Conservation Status: USFWS Bird of Conservation Concern, IUCN Least Concern
Description: A long-necked diving bird, black on top and white underneath. Western Grebes have bright red eyes and olive-yellow, pointed bills. Their eyes are surrounded by black feathers, whereas the eyes of the closely-related Clark’s Grebe are surrounded by white feathers.
Play Western Grebe call:
Where to find them: Western Grebes are truly waterbirds, rarely setting foot on ground. Look for them along the Pacific Coast, all the way down Baja California Sur, in the Gulf of California, and on inland bodies of water across the western United States and parts of Mexico.
- Western Grebes are specially adapted to life on the water. They have flat leg bones and lobed toes that help them swim and dive effectively.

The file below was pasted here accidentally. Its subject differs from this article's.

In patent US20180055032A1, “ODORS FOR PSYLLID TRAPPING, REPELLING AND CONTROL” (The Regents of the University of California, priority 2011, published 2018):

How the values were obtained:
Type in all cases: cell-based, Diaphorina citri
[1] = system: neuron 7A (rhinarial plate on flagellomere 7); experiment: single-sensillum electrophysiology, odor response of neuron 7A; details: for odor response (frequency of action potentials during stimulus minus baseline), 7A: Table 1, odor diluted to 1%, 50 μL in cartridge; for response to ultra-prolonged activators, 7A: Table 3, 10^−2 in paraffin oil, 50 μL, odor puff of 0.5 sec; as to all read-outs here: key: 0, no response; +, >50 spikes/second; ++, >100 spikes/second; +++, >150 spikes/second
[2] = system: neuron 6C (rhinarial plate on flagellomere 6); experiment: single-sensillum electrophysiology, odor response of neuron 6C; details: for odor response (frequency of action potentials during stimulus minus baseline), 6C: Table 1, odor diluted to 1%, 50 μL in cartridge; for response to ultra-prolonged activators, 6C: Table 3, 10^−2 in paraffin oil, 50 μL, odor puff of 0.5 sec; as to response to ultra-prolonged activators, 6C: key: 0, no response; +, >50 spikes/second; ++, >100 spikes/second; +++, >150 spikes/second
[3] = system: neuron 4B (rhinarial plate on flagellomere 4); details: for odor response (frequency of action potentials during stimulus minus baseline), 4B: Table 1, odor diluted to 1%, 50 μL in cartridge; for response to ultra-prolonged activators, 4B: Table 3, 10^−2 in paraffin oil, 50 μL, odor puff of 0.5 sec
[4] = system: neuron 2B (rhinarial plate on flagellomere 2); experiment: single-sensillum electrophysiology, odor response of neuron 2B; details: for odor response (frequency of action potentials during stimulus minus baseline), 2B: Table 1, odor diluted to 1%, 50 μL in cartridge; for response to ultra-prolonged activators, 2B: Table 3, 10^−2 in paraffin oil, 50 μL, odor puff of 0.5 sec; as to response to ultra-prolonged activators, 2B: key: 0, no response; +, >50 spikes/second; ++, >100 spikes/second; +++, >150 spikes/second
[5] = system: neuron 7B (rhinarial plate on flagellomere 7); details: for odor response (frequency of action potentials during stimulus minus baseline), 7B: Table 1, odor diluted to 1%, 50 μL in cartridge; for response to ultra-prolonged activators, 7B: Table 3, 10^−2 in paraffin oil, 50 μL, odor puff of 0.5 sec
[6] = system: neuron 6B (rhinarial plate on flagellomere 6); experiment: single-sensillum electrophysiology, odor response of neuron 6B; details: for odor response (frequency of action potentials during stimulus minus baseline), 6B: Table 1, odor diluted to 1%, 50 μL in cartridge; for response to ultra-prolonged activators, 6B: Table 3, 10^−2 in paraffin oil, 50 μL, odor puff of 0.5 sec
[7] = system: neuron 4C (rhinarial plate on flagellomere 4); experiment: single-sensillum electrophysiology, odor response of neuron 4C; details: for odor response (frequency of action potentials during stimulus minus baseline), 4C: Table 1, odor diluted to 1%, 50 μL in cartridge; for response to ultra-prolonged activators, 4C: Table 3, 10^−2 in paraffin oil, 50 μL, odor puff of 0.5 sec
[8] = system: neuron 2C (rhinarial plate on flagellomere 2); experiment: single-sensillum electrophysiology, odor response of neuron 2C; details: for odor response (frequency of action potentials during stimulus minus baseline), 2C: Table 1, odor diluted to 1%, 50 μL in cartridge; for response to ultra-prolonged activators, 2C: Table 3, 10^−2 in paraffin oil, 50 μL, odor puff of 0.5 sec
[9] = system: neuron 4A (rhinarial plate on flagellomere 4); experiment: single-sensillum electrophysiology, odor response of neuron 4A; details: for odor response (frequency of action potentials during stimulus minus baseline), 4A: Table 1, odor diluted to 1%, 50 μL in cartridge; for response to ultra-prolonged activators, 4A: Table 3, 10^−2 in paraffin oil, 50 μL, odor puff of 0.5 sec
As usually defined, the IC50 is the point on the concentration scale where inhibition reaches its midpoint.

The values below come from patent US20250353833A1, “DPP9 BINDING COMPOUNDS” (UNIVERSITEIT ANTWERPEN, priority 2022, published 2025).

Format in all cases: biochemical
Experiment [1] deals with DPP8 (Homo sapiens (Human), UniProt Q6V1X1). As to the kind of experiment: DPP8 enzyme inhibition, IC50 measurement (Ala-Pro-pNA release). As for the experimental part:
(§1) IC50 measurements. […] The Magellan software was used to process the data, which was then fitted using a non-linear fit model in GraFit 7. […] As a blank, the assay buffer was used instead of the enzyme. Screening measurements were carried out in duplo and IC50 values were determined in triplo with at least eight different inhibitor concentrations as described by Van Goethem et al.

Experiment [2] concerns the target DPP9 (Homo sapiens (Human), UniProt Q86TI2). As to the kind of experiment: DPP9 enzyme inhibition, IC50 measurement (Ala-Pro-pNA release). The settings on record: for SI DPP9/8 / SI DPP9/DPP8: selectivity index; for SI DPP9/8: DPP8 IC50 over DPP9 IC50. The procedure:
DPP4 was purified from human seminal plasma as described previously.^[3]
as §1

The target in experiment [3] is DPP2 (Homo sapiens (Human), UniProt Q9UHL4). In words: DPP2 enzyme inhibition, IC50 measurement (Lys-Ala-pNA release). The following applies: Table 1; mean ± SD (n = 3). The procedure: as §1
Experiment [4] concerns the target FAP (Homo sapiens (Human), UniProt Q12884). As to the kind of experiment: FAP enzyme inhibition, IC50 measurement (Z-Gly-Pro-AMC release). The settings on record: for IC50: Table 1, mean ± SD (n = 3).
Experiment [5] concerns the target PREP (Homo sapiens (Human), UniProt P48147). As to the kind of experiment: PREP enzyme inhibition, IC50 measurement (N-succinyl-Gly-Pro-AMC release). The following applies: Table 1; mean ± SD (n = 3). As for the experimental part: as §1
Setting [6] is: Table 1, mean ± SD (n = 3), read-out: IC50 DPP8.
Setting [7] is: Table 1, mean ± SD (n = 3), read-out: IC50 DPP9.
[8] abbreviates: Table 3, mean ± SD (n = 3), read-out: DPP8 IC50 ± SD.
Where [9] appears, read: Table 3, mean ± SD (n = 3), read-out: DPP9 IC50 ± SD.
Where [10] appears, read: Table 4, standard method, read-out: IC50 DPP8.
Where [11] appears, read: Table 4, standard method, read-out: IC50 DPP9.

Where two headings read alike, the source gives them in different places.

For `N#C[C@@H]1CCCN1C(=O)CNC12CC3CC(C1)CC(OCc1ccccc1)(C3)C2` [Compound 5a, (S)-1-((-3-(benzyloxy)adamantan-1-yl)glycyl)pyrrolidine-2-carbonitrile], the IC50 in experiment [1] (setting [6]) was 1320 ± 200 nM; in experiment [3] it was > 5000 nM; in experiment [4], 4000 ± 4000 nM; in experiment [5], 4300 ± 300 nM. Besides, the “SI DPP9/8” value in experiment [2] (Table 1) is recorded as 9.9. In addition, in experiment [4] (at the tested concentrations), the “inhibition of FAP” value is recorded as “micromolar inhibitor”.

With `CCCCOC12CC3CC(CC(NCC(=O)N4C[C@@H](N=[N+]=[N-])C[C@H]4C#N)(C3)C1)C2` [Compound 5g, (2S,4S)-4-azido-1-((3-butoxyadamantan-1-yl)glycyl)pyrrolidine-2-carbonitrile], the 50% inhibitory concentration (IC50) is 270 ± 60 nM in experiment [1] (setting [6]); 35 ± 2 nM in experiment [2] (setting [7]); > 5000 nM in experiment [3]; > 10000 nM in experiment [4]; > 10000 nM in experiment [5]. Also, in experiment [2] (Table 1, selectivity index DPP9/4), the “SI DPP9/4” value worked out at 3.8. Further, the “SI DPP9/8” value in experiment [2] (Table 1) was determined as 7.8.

- During the mating season, these grebes perform elaborate courtship dances where they present each other with reeds and run across the surface of the water – an action called “rushing”.
- Western Grebe parents carry their young on their backs.
- Bird Rescue’s original logo featured a Western Grebe.
- Western Grebe chicks need to be fed about every 30 minutes when growing up in care
- Western Grebes were one of Bird Rescue founder Alice Berkner’s favorite birds.
Threats: Oil Spills, Crash Landing, Water Overuse
How YOU can Help:
Keep an eye out for injured or oiled grebes! One way to know if a grebe needs help is if you see them just sitting on the beach or shore. They do not come on land unless they are in trouble, so if you see one laying on the ground, contact your local wildlife rescue!
Audio clip from www.xeno-canto.com Recorded by Thomas G. Graves XC527697